IRUS Total

Key components of the safe surgical ward: international Delphi consensus study to identify factors for quality assessment and service improvement

File Description SizeFormat 
Accepted version 2018.docxAccepted version3.23 MBMicrosoft WordView/Open
Title: Key components of the safe surgical ward: international Delphi consensus study to identify factors for quality assessment and service improvement
Authors: Hassen, YAM
Johnston, MJ
Singh, P
Pucher, PH
Darzi, A
Item Type: Journal Article
Abstract: Objective: The aim of this study was to prioritize key factors contributing to safety on the surgical ward Background: There is a variation in the quality and safety of postoperative care between institutions. These variations may be attributed to a combination of process-related issues and structural factors. The aim of this study is to reach a consensus, by means of Delphi methodology, on the most influential of these components that may determine safety in this environment. Methods: The Delphi questionnaire was delivered via an online questionnaire platform. The panel were blinded. An international panel of safety experts, both clinical and nonclinical, and safety advocates participated. Individuals were selected according to their expertise and extent of involvement in patient safety research, regulation, or patient advocacy. Results: Experts in patient safety from the UK, Europe, North America, and Australia participated. The panel identified the response to a deteriorating patient and the care of outlier patients as error-prone processes. Prioritized structural factors included organizational and environmental considerations such as use of temporary staff, out-of-hours reduction in services, ward cleanliness, and features of layout. The latter includes dedicated areas for medication preparation and adequate space around the patient for care delivery. Potential quality markers for safe care that achieved the highest consensus include leadership, visibility between patients and nurses, and nursing team skill mix and staffing levels. Conclusion: International consensus was achieved for a number of factors across process-related and structural themes that may influence safety in the postoperative environment. These should be championed and prioritized for future improvements in patient safety at the ward-level.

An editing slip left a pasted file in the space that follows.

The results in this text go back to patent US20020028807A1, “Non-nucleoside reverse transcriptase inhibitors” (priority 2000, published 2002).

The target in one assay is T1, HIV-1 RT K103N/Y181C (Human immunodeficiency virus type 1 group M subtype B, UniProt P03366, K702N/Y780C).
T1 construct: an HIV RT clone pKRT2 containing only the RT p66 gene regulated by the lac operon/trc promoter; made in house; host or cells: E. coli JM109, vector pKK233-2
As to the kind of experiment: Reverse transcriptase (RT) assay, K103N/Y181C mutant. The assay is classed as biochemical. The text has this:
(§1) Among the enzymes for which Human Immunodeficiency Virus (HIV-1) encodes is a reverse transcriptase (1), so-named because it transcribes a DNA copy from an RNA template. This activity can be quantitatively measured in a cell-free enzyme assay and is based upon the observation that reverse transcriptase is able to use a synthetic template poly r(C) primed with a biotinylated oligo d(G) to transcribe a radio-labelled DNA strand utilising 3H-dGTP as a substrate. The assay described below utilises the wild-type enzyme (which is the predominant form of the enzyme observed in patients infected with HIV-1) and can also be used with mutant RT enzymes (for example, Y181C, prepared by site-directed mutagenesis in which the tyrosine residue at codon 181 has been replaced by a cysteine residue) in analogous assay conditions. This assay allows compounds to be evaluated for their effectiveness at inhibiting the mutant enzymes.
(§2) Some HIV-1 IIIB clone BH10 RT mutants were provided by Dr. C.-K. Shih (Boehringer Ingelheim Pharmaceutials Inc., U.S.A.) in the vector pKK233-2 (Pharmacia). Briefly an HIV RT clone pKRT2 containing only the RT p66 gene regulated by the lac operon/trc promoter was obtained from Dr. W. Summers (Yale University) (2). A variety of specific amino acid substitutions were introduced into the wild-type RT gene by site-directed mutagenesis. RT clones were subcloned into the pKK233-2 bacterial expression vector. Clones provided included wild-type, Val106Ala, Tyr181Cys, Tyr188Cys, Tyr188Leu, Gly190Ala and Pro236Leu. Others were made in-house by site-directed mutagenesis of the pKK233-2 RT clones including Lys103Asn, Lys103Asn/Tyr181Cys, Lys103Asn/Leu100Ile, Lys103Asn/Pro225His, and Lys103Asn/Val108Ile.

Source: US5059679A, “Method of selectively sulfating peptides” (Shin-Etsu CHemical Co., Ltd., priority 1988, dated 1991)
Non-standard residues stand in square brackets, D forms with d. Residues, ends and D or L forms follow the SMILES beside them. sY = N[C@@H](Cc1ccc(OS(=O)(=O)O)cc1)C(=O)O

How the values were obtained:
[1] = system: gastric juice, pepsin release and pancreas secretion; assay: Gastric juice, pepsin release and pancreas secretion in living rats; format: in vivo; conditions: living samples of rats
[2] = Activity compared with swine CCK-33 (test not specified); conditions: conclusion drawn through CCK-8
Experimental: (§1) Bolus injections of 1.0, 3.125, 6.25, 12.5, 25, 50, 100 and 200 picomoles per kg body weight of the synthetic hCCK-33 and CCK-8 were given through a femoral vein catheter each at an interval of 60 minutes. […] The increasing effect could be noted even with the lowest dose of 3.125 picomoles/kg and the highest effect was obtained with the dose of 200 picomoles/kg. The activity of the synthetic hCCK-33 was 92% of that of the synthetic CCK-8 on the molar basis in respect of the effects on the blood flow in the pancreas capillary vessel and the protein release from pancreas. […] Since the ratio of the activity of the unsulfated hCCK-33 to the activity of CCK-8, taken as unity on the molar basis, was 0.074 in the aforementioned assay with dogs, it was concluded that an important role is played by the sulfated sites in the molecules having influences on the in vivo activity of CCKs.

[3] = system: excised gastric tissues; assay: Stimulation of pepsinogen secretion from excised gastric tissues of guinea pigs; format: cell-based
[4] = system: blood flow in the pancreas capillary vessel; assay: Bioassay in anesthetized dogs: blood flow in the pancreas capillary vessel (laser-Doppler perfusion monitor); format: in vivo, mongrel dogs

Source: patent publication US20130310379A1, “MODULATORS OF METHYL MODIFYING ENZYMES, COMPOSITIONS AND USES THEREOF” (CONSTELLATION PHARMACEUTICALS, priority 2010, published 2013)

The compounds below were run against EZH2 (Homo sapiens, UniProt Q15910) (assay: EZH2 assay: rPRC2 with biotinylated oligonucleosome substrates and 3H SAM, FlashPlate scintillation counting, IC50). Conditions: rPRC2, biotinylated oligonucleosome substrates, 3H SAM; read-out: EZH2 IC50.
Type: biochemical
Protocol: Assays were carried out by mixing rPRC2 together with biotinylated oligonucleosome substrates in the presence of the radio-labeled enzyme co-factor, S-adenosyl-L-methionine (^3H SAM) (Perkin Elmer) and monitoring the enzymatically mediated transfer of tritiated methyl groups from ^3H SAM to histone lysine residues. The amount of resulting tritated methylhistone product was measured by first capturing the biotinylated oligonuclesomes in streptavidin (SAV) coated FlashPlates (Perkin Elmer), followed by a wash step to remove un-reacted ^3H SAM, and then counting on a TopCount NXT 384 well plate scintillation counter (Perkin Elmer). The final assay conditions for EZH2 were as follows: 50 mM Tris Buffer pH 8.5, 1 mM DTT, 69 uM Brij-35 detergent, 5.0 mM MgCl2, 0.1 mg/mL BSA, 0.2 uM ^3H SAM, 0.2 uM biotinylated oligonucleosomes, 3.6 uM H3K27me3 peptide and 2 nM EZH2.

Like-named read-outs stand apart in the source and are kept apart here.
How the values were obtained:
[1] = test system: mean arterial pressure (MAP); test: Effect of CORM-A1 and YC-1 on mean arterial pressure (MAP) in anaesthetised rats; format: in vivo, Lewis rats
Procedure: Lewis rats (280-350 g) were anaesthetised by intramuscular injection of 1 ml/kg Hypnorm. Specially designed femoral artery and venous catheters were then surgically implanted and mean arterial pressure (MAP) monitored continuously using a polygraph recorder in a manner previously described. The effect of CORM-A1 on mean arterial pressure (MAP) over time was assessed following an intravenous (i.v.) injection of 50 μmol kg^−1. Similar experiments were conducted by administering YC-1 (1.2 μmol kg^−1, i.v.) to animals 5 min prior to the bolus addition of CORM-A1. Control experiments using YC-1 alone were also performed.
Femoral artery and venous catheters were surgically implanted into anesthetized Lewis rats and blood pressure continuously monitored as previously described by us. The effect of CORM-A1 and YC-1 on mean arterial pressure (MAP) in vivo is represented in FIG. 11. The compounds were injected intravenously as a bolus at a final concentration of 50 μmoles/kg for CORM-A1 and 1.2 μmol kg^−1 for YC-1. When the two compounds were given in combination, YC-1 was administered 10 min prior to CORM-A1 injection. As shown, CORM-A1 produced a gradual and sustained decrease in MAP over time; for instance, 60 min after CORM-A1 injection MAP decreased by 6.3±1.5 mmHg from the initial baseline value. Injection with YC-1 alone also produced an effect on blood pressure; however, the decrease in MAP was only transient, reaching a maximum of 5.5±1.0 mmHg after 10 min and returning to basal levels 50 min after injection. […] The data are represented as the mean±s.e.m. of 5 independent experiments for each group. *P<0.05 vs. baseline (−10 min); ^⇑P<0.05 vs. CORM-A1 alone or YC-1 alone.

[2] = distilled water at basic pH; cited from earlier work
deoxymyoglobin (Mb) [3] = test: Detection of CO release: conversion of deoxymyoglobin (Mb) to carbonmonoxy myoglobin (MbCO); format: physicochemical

Issue Date: 1-Jun-2019
Date of Acceptance: 1-Feb-2018
URI: http://hdl.handle.net/10044/1/57333
DOI: https://doi.org/10.1097/SLA.0000000000002718
ISSN: 0003-4932
Publisher: Lippincott, Williams & Wilkins
Start Page: 1064
End Page: 1072
Journal / Book Title: Annals of Surgery
Volume: 269
Issue: 6
Copyright Statement: © 2018 Wolters Kluwer Health, Inc. All rights reserved. This is a non-final version of an article to be published in final form in Annals of Surgery: https://dx.doi.org/10.1097/SLA.0000000000002718.
Sponsor/Funder: Imperial College Healthcare NHS Trust
National Institute for Health Research (NIHR)
National Institute of Health Research
Funder's Grant Number: RDPSC 79560
RDPSC 79560
Keywords: Science & Technology
Life Sciences & Biomedicine
adverse events
patient safety
postoperative care
quality improvement
11 Medical and Health Sciences
Publication Status: Published
Conference Place: United States
Appears in Collections:Department of Surgery and Cancer
Institute of Global Health Innovation